Anno and his co-conspirators made it to Cologne and formed a new imperial government. The new government put an end to the schism of Cadulus. But it was too late. The imperial reputation was broken. The church reform movement looked to the popes and cardinals to bring about change. Anno of Cologne may have chaired the initial synod that ended the schism, but he soon found himself on the back benches. Pope Alexander II and the archdeacon Hildebrand were now in charge. From now on, no medieval emperor will ever have the influence over the church that Henry III had in 1046.

And Kaiserswerth had another effect. The young Henry IV will never forget how he was betrayed by his magnates. He would not believe that the dukes, counts and bishops of his realm would ever give him advice that was anything but driven by self-interest.

And Henry IV retained a deep hatred for the hijacking Archbishop Anno of Cologne. On March 29,1065 Henry IV celebrated his Schwertleite at the cathedral of Worms, a ceremony that declared him formally an adult. As soon as he had been girded with a sword, he pulled it to go after Anno of Cologne. Only his mother’s quick intervention saved the archbishop’s life.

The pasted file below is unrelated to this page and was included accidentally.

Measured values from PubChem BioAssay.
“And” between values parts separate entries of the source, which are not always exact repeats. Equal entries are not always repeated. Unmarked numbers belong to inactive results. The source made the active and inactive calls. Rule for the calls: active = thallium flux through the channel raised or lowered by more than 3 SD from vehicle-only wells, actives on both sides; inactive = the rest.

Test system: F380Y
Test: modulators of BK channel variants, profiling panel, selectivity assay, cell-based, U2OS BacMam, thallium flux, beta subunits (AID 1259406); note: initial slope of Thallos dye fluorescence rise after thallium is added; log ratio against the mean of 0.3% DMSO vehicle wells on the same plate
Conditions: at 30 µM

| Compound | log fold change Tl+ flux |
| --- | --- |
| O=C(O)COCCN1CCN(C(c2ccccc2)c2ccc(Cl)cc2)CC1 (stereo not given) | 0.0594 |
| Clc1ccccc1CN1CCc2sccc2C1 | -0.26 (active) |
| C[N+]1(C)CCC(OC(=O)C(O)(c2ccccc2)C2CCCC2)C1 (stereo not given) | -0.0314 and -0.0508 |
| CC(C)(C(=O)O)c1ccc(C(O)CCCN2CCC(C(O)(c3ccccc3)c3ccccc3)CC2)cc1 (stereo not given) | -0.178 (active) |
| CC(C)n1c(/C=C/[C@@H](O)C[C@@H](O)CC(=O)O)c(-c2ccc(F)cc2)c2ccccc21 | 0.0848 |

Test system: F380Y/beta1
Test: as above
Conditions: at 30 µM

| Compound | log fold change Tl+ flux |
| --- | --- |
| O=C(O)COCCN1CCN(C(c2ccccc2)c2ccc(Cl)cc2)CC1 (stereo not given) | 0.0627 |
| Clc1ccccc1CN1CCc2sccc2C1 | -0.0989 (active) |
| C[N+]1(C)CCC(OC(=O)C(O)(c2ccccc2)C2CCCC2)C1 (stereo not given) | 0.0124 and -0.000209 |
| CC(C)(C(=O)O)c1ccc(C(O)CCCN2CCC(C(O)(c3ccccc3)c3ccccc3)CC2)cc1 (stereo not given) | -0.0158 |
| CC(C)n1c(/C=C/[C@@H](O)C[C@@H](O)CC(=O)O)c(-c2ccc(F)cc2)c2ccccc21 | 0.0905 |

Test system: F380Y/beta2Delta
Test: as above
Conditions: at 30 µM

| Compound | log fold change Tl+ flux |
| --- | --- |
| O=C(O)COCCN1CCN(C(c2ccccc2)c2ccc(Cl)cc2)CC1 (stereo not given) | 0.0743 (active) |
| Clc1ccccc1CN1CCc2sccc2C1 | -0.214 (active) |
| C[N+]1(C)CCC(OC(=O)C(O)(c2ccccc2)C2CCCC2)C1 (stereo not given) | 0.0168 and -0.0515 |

There is a lot more to say about Anno of Cologne, namely his role as regent between 1062 and ~1068 and the rebellion of the citizens of Cologne in 1074. We will get there on the History of the Germans Podcast, probably in the next episode.

The podcast is – as always – available on my website www.historyofthegermans.com and links to Apple, Spotify etc. are here: https://history-of-the-germans.captivate.fm/listen